Glenn believes that a misunderstanding about the meaning of ethnicity and culture accounts for the reluctance of some educators to risk tampering with ethnic heritage. Ethnicity has to do with generational heritage and history. Culture, on the other hand, is the ideas, customs and art of a people’s living present. Culture is not static but rather a dynamic context for social life that all people have a right to shape. Multicultural education must distinguish between culture and ethnicity if it is to preserve minorities’ ethnic identities while freeing them to participate fully in shaping the culture of society.

When these two concepts – ethnicity and culture – are made indistinct, schools can become encumbered with new stereotypes. Cultural relativity is the logical outcome. In this view, equal value is posited for all cultural and religious expressions. In contrast, good education allows students to pursue objective criteria for determining what is good or bad, valuable or useless in any particular culture. Racism may affect the way one regards another’s cultural or religious preference is racist.

Educators have gained many insights into the nature of racism. Multicultural education provides some excellent measures to root out prejudice and to foster appreciation for racial and ethnic differences.

Reprinted from: Beswick, Richard. “Racism in America’s Schools,” ERIC Clearinghouse on Educational Management (ERIC Digest Series, Number EA49, 1990).

How Can Administrators Prevent Racism?

Educators can employ several strategic, motivational, and confrontational means to change racist behavior. The following list incorporates some steps that have been proved effective.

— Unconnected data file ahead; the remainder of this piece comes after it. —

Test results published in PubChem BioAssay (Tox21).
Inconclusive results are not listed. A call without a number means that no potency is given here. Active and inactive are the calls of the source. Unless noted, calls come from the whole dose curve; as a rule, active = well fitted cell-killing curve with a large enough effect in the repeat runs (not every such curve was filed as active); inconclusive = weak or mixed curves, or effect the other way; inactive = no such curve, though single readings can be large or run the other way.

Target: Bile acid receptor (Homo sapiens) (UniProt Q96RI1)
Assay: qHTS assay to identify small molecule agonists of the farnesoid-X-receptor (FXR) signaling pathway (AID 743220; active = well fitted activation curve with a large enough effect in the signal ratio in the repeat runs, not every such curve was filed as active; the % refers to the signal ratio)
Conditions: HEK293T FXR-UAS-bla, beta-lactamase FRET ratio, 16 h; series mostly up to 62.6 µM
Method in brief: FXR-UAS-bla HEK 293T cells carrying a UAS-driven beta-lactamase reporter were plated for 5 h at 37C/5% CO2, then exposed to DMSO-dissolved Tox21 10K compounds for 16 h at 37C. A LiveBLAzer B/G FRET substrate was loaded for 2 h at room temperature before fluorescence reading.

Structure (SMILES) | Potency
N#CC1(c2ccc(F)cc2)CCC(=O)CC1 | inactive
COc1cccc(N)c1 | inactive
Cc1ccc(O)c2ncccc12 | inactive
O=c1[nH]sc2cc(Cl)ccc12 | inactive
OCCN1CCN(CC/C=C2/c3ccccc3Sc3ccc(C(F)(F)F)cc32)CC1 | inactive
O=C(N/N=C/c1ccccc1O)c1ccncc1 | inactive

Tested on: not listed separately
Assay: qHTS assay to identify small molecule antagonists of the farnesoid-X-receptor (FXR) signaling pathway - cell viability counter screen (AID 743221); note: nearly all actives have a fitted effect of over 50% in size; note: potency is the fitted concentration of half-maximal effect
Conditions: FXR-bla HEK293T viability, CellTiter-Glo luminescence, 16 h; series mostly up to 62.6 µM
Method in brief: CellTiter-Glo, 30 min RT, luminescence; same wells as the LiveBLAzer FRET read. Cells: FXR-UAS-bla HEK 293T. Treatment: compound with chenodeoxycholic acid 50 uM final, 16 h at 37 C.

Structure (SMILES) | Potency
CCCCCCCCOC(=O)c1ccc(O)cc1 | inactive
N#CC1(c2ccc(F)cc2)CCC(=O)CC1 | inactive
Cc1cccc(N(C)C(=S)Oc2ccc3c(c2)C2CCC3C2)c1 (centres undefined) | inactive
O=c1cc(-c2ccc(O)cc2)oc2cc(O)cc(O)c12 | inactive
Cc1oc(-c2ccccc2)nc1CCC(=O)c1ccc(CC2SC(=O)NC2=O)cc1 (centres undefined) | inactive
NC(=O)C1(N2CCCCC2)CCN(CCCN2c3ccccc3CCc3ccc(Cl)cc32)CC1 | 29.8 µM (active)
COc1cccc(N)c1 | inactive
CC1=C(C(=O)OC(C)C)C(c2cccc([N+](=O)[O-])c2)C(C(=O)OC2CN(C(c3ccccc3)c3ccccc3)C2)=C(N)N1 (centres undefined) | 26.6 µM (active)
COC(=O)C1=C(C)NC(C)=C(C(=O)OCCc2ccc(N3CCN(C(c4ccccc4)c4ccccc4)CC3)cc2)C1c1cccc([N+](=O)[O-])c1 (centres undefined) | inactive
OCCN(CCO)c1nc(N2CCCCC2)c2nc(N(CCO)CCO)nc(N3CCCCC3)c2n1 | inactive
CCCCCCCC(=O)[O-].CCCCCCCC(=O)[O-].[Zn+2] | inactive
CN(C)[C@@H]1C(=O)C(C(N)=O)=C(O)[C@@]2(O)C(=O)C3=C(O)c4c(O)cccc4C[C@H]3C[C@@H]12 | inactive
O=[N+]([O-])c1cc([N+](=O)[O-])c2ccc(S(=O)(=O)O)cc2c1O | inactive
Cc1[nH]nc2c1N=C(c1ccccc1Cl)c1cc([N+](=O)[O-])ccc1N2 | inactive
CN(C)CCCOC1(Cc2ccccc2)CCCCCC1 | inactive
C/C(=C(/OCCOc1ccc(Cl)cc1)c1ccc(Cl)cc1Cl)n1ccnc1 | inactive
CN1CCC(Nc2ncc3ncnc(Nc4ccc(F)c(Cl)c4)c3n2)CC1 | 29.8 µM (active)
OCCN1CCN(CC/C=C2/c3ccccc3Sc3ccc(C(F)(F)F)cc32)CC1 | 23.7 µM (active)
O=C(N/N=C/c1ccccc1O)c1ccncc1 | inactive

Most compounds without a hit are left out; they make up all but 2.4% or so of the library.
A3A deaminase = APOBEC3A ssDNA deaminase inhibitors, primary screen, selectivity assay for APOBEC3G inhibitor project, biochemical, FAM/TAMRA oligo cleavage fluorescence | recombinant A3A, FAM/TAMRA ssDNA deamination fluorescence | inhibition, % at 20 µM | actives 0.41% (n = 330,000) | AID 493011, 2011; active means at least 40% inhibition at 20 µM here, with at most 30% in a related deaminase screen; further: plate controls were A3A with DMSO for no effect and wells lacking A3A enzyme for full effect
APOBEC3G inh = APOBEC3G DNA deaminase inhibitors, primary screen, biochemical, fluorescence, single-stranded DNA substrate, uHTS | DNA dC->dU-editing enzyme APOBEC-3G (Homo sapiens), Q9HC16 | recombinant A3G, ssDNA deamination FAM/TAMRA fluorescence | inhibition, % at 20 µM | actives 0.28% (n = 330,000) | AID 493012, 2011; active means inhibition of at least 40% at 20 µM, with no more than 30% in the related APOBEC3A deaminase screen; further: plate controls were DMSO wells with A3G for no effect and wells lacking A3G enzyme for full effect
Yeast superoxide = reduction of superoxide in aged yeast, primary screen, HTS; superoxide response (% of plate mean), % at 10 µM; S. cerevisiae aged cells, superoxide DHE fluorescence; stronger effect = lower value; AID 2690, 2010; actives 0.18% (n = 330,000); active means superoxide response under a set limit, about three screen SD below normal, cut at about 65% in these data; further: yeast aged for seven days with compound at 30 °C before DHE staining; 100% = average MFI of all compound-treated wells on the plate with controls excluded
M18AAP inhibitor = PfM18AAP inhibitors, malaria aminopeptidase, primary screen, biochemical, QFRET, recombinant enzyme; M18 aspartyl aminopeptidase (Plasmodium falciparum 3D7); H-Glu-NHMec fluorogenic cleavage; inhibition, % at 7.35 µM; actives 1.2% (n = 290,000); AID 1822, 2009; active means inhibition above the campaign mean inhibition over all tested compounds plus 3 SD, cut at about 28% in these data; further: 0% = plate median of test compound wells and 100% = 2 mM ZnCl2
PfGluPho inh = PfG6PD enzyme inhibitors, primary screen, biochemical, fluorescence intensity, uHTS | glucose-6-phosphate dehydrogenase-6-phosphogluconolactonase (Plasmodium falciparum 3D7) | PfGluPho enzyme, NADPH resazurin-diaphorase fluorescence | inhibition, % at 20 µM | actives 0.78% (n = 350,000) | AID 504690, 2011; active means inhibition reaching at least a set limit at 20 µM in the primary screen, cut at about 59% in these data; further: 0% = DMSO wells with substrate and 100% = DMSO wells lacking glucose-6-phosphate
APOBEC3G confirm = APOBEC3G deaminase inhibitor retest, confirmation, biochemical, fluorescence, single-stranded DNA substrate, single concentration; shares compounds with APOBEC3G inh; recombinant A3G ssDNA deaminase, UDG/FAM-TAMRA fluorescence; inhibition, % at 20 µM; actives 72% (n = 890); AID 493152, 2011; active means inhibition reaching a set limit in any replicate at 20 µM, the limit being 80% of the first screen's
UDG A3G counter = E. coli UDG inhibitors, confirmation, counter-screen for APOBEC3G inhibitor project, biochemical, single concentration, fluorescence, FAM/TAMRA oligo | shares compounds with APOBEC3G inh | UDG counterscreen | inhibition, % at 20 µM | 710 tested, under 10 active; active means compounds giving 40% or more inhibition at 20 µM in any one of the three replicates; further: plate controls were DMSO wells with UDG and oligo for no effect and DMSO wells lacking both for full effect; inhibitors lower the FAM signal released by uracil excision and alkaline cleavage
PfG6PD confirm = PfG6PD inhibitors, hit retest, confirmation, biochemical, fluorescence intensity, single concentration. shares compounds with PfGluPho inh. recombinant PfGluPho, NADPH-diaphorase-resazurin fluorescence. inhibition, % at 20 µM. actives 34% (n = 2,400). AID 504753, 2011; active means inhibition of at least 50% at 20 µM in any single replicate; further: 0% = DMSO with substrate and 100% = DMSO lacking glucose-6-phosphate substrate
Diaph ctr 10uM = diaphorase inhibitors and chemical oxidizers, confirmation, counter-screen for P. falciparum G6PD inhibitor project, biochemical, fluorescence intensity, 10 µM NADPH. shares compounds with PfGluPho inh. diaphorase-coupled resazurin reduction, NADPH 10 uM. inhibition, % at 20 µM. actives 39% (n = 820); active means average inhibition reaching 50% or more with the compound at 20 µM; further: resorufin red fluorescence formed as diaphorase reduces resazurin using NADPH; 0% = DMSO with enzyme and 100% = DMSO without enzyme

1. Articulate a clear statement of expectations regarding racism.

2. Establish and enforce a series of consequences for violations of those expectations.

3. Respond to racial incidents quickly and fairly by gathering adequate evidence. Correction should be remedial.

4. Discourage students form congregating on the school grounds according to race.

5. Design seating assignments with a priority on integration.

6. Rely on peer counseling whenever possible.

7. Seek advice and support from parent and student advisory boards.

8. Enlist the help and advice of key minority leaders in the community for teacher workshops, assemblies and arbitration of racial incidents when appropriate.

9. Reward those who strive to reduce racism in their schools and classrooms.

10. Hire and assign an appropriate balance of minority faculty and staff to act as role-models and provide an adequate base of authority for policies and discipline.

Reprinted from: Beswick, Richard. “Racism in America’s Schools,” ERIC Clearinghouse on Educational Management (ERIC Digest Series, Number EA49, 1990).